|Publication number||US4147163 A|
|Application number||US 05/831,058|
|Publication date||Apr 3, 1979|
|Filing date||Sep 6, 1977|
|Priority date||Sep 6, 1977|
|Publication number||05831058, 831058, US 4147163 A, US 4147163A, US-A-4147163, US4147163 A, US4147163A|
|Inventors||Richard W. Newman, John D. Connors|
|Original Assignee||Welch Allyn, Inc.|
|Export Citation||BiBTeX, EndNote, RefMan|
|Patent Citations (10), Referenced by (46), Classifications (10)|
|External Links: USPTO, USPTO Assignment, Espacenet|
This invention relates generally to medical instruments, and has particular reference to a novel battery handle for electrically illuminated diagnostic instruments. More specifically, the handle is adapted to accommodate either non-rechargeable or rechargeable cells.
A battery handle of the type that provides a combined power source and handle for one of several different interchangeable medical instruments has long been known in the art. Such handles have been constructed for use with non-rechargeable or single use cells and also for rechargeable cells but, to the best of the applicant's knowledge, a battery handle capable of accepting either type of cell has not been provided heretofore. Prior art battery handles are disclosed in U.S. Pat. Nos. 3,071,747 and Re. 25,388, both owned by the assignee of the present invention.
Portable radio receivers capable of using either non-rechargeable or rechargeable cells have been provided but the means for enabling this is to be done differs materially from the means utilized by the present invention. The radio receivers referred to are disclosed in U.S. Pat. Nos. 3,070,748 . and 3,305,779, and this is the closest prior art known to applicants.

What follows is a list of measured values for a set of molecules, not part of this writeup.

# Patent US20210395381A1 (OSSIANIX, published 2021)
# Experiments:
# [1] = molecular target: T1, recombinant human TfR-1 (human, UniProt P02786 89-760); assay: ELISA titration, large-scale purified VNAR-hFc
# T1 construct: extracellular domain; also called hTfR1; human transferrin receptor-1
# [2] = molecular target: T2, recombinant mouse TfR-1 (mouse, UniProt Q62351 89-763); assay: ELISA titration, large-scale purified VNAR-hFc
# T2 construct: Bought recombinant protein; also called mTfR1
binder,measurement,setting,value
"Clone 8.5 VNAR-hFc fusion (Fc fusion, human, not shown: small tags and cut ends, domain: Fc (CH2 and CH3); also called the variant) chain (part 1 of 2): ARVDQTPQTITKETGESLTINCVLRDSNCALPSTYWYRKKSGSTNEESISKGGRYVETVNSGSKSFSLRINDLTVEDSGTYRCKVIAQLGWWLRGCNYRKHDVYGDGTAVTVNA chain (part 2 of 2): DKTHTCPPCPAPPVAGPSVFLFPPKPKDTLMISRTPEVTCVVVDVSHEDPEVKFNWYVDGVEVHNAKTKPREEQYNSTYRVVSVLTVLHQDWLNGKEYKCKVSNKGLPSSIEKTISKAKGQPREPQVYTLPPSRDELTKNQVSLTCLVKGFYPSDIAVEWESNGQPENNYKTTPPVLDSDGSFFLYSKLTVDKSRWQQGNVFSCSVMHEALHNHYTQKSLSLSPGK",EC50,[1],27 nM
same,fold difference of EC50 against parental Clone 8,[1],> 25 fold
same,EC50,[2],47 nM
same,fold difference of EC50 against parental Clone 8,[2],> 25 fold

The battery handle of the present invention is adapted to receive either a pair of non-rechargeable cells or a pair of rechargeable cells. The latter, however, are assembled in a special pack to be described while the non-rechargeable cells are in no way connected to one another.
The length of the special pack exceeds the overall length of a pair of non-rechargeable cells.
In the interior of the battery handle there is a movable contact that engages a terminal of whichever type of cell is being utilized to the handle. When this contact is engaged by a terminal of a non-rechargeable cell, a circuit is completed to a light source in the handle in a substantially conventional manner. The battery handle also has a recharging circuit that is insulated from the non-rechargeable cell circuit. When rechargeable cells are used they cause the movable contact to move into engagement with a part of the recharging circuit whereby the cells can be recharged when the handle is placed in a recharging unit. When not in a recharging unit, the rechargeable cells form a part of a substantially conventional circuit to the light source.